The boy who cried media bias

Two recent examples show that both sides of the political debate are sometimes too quick to see a slant that doesn't exist.


Alex Koppelman
February 6, 2009 4:30AM (UTC)

Believe me, I know there's plenty to complain about when it comes to the press. But it often seems to me that partisans on both sides of the divide are too quick to see bias in coverage when there are simpler explanations out there. Sometimes people who don't really know how the media works just jump right past Occam's Razor in order to claim victimization.

I bring this up because of two examples of this phenomenon I noticed recently. First, there's the reaction to a Politico story published Wednesday night about a reporter at the White House who was briefly held by the Secret Service after jumping a rope in an attempt to get an autograph from President Obama. At the time of the initial report, the reporter's identity was unknown. So conservative bloggers ran wild with the story, suggesting it proved the depths of the media's crush on Obama.

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"It's a wonder that the press doesn't mob him every time he appears!" Warner Todd Huston snarked at Newsbusters, a blog run by the Media Research Center, a conservative press watchdog. "One wonders how many room keys and thrown underwear the White House cleaning staff finds on the floor every time the press and Obama leave the room?"

The "thrown underwear" bit was a consistent theme, though Politico's story had made it clear the reporter was male. Jim Treacher titled his post on the subject "Fortunately, the Secret Service wrestled him to the ground before he was able to throw his panties" and at the Corner, Mark Steyn wrote, "Tom Jones only lets fans hurl their panties during up-tempo numbers, not serious ballads. Maybe it's time for the White House to give the press corps similar guidelines."

It's funny, apparently, because those liberal reporters are just like teen girls -- the male liberal reporters, especially. Only it turns out that the reporter wasn't from the liberal media elite, as someone with real knowledge of the press would have guessed pretty quickly. (I'm not saying a reporter wouldn't want an autograph; sometimes we do, even from Republicans, but a professional from a big mainstream publication knows the proper time and place.) In fact, Politico revealed Thursday, he works for Jewish World Review, a fairly obscure conservative outlet that publishes people like Ann Coulter, David Limbaugh and Bill O'Reilly.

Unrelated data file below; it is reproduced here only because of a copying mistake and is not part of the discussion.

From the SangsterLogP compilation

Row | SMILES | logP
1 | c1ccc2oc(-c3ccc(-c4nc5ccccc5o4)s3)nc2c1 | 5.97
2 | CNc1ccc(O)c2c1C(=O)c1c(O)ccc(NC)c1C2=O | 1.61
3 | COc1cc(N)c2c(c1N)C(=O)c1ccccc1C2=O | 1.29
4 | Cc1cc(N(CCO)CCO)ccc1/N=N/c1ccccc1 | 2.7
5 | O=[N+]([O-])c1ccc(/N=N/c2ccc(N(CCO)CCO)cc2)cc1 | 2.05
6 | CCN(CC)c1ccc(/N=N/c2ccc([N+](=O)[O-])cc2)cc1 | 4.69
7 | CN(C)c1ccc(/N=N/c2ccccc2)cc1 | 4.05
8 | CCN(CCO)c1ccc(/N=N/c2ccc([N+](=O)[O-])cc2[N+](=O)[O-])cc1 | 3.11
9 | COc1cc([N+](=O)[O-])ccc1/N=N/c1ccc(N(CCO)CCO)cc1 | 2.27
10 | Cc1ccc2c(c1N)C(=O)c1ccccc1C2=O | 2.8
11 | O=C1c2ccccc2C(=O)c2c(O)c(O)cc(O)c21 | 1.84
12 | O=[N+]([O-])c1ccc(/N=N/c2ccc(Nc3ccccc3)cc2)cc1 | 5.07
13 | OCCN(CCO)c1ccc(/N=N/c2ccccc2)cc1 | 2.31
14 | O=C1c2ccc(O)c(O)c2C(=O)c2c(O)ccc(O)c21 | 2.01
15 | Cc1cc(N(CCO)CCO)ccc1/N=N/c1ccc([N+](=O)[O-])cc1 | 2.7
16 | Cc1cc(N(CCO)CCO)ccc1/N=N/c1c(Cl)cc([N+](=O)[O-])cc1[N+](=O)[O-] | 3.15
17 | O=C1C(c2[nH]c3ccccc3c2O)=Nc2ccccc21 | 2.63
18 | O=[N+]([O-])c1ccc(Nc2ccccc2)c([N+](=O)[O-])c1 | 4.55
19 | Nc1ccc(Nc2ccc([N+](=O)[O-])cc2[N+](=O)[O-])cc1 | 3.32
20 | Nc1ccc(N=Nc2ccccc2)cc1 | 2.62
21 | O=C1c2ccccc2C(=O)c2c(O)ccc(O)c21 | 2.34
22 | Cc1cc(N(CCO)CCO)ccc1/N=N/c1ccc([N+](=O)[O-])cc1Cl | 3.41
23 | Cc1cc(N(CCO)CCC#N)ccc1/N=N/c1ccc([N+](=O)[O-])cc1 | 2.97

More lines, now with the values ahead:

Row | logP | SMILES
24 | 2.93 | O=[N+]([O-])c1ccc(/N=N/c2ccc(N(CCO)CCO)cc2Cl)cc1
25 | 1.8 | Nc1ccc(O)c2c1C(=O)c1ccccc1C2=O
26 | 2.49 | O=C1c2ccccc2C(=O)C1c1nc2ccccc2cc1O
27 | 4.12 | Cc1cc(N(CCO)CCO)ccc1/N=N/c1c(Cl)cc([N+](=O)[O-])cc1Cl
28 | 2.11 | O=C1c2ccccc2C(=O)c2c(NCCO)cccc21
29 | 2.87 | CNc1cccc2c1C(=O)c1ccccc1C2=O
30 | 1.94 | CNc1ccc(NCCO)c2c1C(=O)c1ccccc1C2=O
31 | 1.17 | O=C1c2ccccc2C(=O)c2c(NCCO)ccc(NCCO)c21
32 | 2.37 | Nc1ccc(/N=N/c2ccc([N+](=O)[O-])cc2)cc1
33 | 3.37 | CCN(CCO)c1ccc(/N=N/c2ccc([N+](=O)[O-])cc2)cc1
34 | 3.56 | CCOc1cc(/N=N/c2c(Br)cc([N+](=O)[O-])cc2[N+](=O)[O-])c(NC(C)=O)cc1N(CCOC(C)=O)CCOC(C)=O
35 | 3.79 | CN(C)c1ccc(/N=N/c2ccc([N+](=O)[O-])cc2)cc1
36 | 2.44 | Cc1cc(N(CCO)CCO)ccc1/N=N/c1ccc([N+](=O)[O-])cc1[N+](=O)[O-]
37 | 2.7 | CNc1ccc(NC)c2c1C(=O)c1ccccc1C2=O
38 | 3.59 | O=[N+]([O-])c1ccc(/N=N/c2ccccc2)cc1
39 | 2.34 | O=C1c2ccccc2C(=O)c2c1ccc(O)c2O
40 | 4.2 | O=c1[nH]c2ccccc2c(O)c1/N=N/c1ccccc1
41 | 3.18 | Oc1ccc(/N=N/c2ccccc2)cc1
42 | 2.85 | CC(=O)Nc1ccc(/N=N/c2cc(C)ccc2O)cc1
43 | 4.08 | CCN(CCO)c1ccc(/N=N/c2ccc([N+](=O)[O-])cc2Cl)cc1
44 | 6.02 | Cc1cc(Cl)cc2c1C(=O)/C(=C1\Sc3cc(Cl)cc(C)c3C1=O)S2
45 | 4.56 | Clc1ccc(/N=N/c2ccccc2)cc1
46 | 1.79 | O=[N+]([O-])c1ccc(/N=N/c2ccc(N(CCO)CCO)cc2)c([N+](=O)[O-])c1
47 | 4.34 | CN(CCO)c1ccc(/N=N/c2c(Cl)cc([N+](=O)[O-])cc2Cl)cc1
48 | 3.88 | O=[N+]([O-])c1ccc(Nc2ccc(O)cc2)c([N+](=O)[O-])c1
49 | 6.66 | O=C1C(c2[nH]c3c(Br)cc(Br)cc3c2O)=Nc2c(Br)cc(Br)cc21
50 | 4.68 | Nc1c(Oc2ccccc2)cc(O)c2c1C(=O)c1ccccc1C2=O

This sort of thing happens on the left, too. Think Progress recently released research showing that, in cable news coverage of the stimulus, Republican members of Congress appeared twice as often as their Democratic counterparts. "[T]he cable networks are still turning more often to Republicans and allowing them to set the agenda on major issues, most recently on the debate over the economic recovery package," Think Progress said in a blog post accompanying the research, adding that the media had been "aiding" conservatives' efforts to attack the proposal.

Other liberals in the blogosphere piled on. On his blog, Matt Yglesias wrote, "I think the basic way to understand TV booking practices is this. When the GOP is in power, it’s important to have more Republican guests because they’re the influential newsmakers. And when the GOP is out of power, it’s important to have more Republican guests to provide an alternative point-of-view to that presented by the powers that be."

To their credit, though, others -- like Jane Hamsher and Digby -- guessed correctly what was really going on. The discrepancy wasn't really the media's fault as much as it was the Democrats'. The Washington Post's Greg Sargent reported Thursday that one "very senior leadership aide who is directly involved in booking Congressional guests on the chat shows" had conceded that point to him.

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Alex Koppelman

Alex Koppelman is a staff writer for Salon.

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